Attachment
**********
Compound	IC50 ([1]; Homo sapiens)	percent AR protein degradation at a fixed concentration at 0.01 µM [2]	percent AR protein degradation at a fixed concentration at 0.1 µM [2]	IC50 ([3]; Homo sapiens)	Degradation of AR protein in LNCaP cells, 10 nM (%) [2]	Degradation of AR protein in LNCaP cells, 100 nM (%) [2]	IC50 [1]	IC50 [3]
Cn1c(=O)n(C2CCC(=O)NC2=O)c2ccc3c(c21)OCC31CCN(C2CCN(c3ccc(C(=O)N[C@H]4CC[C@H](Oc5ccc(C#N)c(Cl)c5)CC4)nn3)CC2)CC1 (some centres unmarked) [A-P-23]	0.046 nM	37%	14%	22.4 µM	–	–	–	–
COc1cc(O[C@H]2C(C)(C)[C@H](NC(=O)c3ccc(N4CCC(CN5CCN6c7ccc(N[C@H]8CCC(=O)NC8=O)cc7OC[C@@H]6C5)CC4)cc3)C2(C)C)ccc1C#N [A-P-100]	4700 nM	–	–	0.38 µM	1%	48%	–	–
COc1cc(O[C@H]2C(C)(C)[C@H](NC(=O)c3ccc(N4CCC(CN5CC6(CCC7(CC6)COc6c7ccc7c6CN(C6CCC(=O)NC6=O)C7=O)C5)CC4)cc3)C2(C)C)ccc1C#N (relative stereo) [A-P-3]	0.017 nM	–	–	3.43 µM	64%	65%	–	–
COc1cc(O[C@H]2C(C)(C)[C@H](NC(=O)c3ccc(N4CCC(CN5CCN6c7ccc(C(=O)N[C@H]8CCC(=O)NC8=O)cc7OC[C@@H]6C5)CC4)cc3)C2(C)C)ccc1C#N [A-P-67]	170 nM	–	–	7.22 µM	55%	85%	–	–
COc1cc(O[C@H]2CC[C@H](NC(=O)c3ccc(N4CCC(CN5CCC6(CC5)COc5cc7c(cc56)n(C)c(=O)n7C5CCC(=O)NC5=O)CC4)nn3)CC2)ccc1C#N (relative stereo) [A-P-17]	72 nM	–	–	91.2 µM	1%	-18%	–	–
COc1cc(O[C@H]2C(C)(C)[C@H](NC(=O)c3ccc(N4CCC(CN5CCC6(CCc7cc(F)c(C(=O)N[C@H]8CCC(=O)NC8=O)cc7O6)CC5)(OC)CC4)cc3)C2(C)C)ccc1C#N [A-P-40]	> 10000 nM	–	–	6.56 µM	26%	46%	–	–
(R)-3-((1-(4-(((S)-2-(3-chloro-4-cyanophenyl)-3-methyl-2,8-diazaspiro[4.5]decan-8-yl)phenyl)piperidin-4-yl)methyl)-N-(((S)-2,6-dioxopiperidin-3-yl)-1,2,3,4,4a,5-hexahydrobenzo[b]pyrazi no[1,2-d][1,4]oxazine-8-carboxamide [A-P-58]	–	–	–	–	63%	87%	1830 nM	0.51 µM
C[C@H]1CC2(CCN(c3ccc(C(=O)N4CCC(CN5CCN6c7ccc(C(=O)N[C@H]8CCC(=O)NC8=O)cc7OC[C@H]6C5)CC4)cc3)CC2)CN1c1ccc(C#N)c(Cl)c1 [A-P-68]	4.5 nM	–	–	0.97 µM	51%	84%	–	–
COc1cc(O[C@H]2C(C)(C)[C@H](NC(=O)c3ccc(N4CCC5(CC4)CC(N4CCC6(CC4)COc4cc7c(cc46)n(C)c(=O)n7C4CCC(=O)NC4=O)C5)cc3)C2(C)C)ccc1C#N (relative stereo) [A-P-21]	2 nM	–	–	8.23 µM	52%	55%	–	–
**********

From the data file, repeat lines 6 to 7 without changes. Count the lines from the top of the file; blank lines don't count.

COc1cc(O[C@H]2CC[C@H](NC(=O)c3ccc(N4CCC(CN5CCC6(CC5)COc5cc7c(cc56)n(C)c(=O)n7C5CCC(=O)NC5=O)CC4)nn3)CC2)ccc1C#N (relative stereo) [A-P-17]	72 nM	–	–	91.2 µM	1%	-18%	–	–
COc1cc(O[C@H]2C(C)(C)[C@H](NC(=O)c3ccc(N4CCC(CN5CCC6(CCc7cc(F)c(C(=O)N[C@H]8CCC(=O)NC8=O)cc7O6)CC5)(OC)CC4)cc3)C2(C)C)ccc1C#N [A-P-40]	> 10000 nM	–	–	6.56 µM	26%	46%	–	–